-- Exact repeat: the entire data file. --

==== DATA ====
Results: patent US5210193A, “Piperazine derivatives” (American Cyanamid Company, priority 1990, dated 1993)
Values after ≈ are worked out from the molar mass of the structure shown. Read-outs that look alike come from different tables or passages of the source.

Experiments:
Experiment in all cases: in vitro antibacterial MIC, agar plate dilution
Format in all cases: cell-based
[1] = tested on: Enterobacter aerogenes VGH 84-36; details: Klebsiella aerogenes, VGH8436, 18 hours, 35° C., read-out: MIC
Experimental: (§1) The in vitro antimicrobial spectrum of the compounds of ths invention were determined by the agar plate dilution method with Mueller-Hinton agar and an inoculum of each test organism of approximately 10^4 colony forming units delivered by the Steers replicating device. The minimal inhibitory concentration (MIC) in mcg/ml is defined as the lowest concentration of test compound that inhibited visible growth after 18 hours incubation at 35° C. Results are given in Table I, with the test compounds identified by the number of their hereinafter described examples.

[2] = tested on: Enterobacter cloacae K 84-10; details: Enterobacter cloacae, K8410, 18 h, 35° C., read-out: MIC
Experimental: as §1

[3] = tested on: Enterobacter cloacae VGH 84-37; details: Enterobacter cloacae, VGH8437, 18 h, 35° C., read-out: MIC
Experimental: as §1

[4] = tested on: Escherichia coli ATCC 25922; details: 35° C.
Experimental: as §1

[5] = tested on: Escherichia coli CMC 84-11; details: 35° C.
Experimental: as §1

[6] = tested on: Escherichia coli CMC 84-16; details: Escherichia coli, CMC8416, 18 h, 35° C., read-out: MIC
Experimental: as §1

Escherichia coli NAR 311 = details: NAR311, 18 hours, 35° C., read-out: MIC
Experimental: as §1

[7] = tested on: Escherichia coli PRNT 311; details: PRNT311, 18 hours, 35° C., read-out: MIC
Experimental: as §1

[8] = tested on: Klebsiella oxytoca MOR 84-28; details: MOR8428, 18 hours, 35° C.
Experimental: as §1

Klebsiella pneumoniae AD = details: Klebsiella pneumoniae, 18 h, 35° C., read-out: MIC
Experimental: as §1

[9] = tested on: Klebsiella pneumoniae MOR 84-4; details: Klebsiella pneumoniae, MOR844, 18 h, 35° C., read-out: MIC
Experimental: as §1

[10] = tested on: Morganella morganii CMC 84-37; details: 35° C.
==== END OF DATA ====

Results: patent US5210193A, “Piperazine derivatives” (American Cyanamid Company, priority 1990, dated 1993)
Values after ≈ are worked out from the molar mass of the structure shown. Read-outs that look alike come from different tables or passages of the source.

Experiments:
Experiment in all cases: in vitro antibacterial MIC, agar plate dilution
Format in all cases: cell-based
[1] = tested on: Enterobacter aerogenes VGH 84-36; details: Klebsiella aerogenes, VGH8436, 18 hours, 35° C., read-out: MIC
Experimental: (§1) The in vitro antimicrobial spectrum of the compounds of ths invention were determined by the agar plate dilution method with Mueller-Hinton agar and an inoculum of each test organism of approximately 10^4 colony forming units delivered by the Steers replicating device. The minimal inhibitory concentration (MIC) in mcg/ml is defined as the lowest concentration of test compound that inhibited visible growth after 18 hours incubation at 35° C. Results are given in Table I, with the test compounds identified by the number of their hereinafter described examples.

[2] = tested on: Enterobacter cloacae K 84-10; details: Enterobacter cloacae, K8410, 18 h, 35° C., read-out: MIC
Experimental: as §1

[3] = tested on: Enterobacter cloacae VGH 84-37; details: Enterobacter cloacae, VGH8437, 18 h, 35° C., read-out: MIC
Experimental: as §1

[4] = tested on: Escherichia coli ATCC 25922; details: 35° C.
Experimental: as §1

[5] = tested on: Escherichia coli CMC 84-11; details: 35° C.
Experimental: as §1

[6] = tested on: Escherichia coli CMC 84-16; details: Escherichia coli, CMC8416, 18 h, 35° C., read-out: MIC
Experimental: as §1

Escherichia coli NAR 311 = details: NAR311, 18 hours, 35° C., read-out: MIC
Experimental: as §1

[7] = tested on: Escherichia coli PRNT 311; details: PRNT311, 18 hours, 35° C., read-out: MIC
Experimental: as §1

[8] = tested on: Klebsiella oxytoca MOR 84-28; details: MOR8428, 18 hours, 35° C.
Experimental: as §1

Klebsiella pneumoniae AD = details: Klebsiella pneumoniae, 18 h, 35° C., read-out: MIC
Experimental: as §1

[9] = tested on: Klebsiella pneumoniae MOR 84-4; details: Klebsiella pneumoniae, MOR844, 18 h, 35° C., read-out: MIC
Experimental: as §1

[10] = tested on: Morganella morganii CMC 84-37; details: 35° C.